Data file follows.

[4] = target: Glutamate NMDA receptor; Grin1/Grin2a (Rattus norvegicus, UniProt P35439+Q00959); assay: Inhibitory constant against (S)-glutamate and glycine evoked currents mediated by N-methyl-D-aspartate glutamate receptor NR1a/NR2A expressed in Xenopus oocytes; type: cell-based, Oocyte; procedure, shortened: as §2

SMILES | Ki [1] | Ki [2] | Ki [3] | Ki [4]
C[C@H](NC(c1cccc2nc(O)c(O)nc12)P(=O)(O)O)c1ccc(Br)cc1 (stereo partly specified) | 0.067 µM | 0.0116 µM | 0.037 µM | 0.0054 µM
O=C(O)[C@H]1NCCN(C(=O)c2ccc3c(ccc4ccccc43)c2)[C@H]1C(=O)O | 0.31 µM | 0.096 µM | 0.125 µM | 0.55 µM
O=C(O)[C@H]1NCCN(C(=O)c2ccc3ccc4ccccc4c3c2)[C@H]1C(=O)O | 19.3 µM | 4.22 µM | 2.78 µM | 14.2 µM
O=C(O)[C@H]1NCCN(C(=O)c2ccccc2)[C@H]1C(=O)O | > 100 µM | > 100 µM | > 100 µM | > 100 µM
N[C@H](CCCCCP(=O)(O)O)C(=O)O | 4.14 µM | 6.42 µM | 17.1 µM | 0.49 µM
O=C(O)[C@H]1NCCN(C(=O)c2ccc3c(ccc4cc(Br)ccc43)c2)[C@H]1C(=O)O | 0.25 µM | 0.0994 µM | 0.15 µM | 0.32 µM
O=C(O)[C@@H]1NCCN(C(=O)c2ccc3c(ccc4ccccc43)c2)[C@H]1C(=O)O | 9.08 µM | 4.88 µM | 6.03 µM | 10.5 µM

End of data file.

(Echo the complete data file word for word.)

[4] = target: Glutamate NMDA receptor; Grin1/Grin2a (Rattus norvegicus, UniProt P35439+Q00959); assay: Inhibitory constant against (S)-glutamate and glycine evoked currents mediated by N-methyl-D-aspartate glutamate receptor NR1a/NR2A expressed in Xenopus oocytes; type: cell-based, Oocyte; procedure, shortened: as §2

SMILES | Ki [1] | Ki [2] | Ki [3] | Ki [4]
C[C@H](NC(c1cccc2nc(O)c(O)nc12)P(=O)(O)O)c1ccc(Br)cc1 (stereo partly specified) | 0.067 µM | 0.0116 µM | 0.037 µM | 0.0054 µM
O=C(O)[C@H]1NCCN(C(=O)c2ccc3c(ccc4ccccc43)c2)[C@H]1C(=O)O | 0.31 µM | 0.096 µM | 0.125 µM | 0.55 µM
O=C(O)[C@H]1NCCN(C(=O)c2ccc3ccc4ccccc4c3c2)[C@H]1C(=O)O | 19.3 µM | 4.22 µM | 2.78 µM | 14.2 µM
O=C(O)[C@H]1NCCN(C(=O)c2ccccc2)[C@H]1C(=O)O | > 100 µM | > 100 µM | > 100 µM | > 100 µM
N[C@H](CCCCCP(=O)(O)O)C(=O)O | 4.14 µM | 6.42 µM | 17.1 µM | 0.49 µM
O=C(O)[C@H]1NCCN(C(=O)c2ccc3c(ccc4cc(Br)ccc43)c2)[C@H]1C(=O)O | 0.25 µM | 0.0994 µM | 0.15 µM | 0.32 µM
O=C(O)[C@@H]1NCCN(C(=O)c2ccc3c(ccc4ccccc43)c2)[C@H]1C(=O)O | 9.08 µM | 4.88 µM | 6.03 µM | 10.5 µM